Zoom Video Communications' (NASDAQ:ZM) stock more than doubled this year as the COVID-19 crisis sent millions of new users to its video conferencing platform. Zoom's revenue surged 88% in fiscal 2020, its adjusted net income rose more than six-fold, and it surpassed 300 million daily active meeting participants in late April.

Those numbers dazzled the bulls, but the bears claim Zoom still has a narrow moat, that it's struggling with security and privacy issues, and its stock is overvalued. Can Zoom overcome its growing pains and justify its premium valuation over the next five years? Or will the stock fizzle out as stay-at-home measures end and more alternatives enter the market?

A woman takes a video call on Zoom.

Image source: Zoom.

What do the bulls think about Zoom?

Zoom was founded nine years ago, but it gained more mainstream attention after it went public last March and the COVID-19 crisis lit a fire under its business.

Zoom has a first mover's advantage in the market, and its number of large customers -- which generated over $100,000 in annual revenues -- rose 86% year-over-year last quarter. That growth in the enterprise market could widen its moat against rivals like Cisco's (NASDAQ:CSCO) Webex, Facebook's (NASDAQ:FB) Messenger Rooms, and Alphabet's (NASDAQ:GOOG) (NASDAQ:GOOGL) Google Meet -- which are all tethered to bigger ecosystems.

Zoom struggled with numerous security issues over the past few months, but it's trying to resolve those issues by hiring dozens of security consultants, using cybersecurity services from Crowdstrike, and DarkTower, and beefing up its infrastructure via a new cloud deal with Oracle.

Zoom's growth is decelerating, but it still expects its revenue to rise 63%-65% annually in the first quarter. Analysts expect its revenue and adjusted earnings to rise 50% and 23%, respectively, this year -- which makes it one of the highest-growth tech stocks on the market today. But unlike many other high-growth stocks, Zoom is also profitable by both GAAP and non-GAAP measures.

Zoom's resilience throughout the crisis could keep the bulls glued to the stock, and it could continue to grow with the broader video conferencing market -- which Grand View Research expects to grow at a compound annual growth rate of 9.9% between 2020 to 2027. In other words, there could be plenty of room for Zoom and its rivals to grow without trampling each other.

A man uses Zoom's video conferencing software.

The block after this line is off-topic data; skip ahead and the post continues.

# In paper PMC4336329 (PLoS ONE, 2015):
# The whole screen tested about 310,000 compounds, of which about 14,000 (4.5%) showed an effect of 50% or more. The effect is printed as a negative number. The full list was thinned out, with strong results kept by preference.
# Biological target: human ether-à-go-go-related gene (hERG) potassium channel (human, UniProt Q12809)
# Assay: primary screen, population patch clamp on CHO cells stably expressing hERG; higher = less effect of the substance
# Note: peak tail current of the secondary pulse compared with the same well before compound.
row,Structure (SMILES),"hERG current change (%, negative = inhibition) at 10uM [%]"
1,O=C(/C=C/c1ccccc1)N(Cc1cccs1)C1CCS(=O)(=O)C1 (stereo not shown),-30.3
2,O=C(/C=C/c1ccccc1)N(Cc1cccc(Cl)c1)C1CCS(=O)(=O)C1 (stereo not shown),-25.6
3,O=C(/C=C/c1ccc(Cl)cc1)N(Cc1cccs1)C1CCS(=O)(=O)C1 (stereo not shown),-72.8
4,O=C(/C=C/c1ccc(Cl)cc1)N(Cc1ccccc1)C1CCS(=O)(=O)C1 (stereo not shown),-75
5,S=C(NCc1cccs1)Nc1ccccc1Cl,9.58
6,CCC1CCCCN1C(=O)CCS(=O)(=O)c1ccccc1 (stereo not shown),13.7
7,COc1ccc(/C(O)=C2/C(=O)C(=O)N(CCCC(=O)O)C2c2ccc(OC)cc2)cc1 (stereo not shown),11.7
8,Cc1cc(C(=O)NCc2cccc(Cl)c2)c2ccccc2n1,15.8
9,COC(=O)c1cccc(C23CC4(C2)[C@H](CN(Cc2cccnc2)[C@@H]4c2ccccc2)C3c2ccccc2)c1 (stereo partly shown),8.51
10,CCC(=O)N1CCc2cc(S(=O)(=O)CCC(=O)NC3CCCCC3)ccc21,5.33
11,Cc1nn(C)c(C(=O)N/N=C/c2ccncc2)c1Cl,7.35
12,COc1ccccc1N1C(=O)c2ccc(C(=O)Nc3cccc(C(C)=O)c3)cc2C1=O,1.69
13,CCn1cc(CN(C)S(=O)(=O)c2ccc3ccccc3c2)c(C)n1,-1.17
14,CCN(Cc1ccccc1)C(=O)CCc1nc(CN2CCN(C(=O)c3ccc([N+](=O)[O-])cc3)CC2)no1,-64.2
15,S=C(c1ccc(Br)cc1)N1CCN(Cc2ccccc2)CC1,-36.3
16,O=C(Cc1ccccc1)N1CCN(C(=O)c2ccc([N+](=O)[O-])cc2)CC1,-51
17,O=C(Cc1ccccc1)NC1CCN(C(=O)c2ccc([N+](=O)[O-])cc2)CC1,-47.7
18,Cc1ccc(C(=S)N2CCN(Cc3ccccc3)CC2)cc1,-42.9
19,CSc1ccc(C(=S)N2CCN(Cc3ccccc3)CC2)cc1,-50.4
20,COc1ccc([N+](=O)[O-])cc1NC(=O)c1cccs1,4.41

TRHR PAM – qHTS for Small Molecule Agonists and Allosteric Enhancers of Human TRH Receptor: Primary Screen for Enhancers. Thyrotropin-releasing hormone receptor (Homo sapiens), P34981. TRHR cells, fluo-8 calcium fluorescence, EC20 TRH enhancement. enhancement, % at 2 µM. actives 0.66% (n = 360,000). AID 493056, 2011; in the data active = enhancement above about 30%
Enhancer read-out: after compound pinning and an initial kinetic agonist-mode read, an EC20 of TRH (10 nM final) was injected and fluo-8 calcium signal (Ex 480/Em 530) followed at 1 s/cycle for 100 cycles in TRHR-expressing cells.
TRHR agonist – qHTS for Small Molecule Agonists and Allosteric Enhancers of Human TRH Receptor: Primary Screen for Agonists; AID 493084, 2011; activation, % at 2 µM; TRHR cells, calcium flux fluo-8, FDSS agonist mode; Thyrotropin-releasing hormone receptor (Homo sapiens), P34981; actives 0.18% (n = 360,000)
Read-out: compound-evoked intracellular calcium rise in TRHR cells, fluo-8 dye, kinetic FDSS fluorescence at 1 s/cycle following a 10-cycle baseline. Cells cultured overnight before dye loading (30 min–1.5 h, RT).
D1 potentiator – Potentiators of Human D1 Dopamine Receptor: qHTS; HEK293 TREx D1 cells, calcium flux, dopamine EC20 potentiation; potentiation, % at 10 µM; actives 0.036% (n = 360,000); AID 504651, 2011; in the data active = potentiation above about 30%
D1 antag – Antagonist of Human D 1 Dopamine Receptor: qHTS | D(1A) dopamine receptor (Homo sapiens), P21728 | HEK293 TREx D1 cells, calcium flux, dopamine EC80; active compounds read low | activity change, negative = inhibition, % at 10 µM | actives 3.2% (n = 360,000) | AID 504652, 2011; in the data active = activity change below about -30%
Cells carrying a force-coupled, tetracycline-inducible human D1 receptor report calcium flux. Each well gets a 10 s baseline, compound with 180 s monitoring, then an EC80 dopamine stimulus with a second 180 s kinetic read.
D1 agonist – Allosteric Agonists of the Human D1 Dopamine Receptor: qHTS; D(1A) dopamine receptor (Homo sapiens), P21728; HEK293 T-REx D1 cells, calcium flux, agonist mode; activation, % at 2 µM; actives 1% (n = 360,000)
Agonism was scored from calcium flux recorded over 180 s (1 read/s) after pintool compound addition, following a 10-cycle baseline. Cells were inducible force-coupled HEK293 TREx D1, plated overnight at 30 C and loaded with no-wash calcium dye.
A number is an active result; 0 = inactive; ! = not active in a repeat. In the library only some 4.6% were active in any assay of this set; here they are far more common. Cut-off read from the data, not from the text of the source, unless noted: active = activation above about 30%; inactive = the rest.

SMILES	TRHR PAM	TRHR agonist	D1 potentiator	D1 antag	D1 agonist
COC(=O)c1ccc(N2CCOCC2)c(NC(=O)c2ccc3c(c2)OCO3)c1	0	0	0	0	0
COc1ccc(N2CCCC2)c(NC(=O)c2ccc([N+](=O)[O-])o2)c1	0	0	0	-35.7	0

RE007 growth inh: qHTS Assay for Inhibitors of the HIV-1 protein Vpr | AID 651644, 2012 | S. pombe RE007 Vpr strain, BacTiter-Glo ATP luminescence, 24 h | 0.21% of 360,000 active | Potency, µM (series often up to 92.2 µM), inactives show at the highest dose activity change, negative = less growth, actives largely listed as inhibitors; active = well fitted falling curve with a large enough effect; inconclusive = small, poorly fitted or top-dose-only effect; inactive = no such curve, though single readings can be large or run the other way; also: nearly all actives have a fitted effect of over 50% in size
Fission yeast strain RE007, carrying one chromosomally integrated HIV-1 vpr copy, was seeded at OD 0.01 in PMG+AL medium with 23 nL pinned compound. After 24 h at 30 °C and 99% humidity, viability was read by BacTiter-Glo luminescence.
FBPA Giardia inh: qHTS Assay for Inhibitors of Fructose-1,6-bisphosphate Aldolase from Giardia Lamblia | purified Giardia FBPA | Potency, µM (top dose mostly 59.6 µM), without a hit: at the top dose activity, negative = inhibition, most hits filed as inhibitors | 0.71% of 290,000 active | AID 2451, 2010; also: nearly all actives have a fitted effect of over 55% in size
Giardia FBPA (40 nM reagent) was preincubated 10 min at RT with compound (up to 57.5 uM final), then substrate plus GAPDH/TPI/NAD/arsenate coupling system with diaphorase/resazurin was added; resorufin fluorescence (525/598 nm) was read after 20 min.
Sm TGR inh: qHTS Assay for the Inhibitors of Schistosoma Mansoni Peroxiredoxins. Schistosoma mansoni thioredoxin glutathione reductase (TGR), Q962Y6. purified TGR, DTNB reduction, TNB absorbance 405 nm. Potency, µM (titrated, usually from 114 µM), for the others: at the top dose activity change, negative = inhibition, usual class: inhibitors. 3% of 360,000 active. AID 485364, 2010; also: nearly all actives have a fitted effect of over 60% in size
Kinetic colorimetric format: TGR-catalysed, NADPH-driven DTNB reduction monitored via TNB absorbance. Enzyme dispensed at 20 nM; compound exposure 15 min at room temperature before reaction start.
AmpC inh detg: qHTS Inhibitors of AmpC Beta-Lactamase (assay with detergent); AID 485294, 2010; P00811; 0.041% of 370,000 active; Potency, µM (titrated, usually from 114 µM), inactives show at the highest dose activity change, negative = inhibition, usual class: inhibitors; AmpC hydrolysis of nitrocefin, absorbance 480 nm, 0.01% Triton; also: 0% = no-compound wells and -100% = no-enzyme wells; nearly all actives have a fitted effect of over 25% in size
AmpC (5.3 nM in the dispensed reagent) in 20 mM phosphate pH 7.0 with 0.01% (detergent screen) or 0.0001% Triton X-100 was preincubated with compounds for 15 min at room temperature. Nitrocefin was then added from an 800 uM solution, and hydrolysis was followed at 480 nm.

Image source: Zoom.

Zoom has an enterprise value of about $37 billion, but its brand recognition and growing user base could still make it a lucrative takeover target for tech giants like Cisco, Facebook, and Google.

What do the bears think about Zoom?

The biggest issue with Zoom is its valuation. It currently trades at over 320 times forward earnings and about 45 times this year's revenue estimate. Those "cult stock" valuations are too high relative to Zoom's growth, and could deflate if its growth decelerates, it loses users to rival platforms, or it stumbles over new security and privacy issues.

Zoom's second major issue is trust. It falsely claimed its platform offered end-to-end encryption, which wasn't true because its own employees could still access the video streams. It also quietly revised its "daily active user" count to "daily active participants," since the former metric actually counted the same users multiple times. Those missteps raise troubling questions about the way Zoom markets itself to consumers and investors.

Zoom's security flaws -- which include routing streams through Chinese servers, failing to block attacks on video conferences, and phishing scams -- have already tarnished its brand. Several countries -- including the U.S., Germany, Australia, and Taiwan -- have all asked their government agencies to stop using Zoom. Big companies like Google and Space X have also ordered their employees to stop using Zoom. That list will inevitably grow longer if Zoom can't fix its flaws.

Looking further ahead, Zoom's user growth could decelerate as the pandemic passes and its bigger rivals expand their competing platforms. Therefore, Wall Street's projections for 34% revenue growth next year could be too high -- and the stock could crumble under the weight of its hefty valuations.

So where will Zoom be in five years?

Zoom might seem like a safe haven in a scary market right now, but it's overbought and overrated. Therefore, Zoom might rally higher in the short-term, but I don't think it will significantly outperform its industry peers or the broader market by 2025.

Instead, its bubble could pop and the stock's valuations could cool off to more reasonable levels. If that happens, I might revisit this cult stock to see if it's a worthy long-term investment.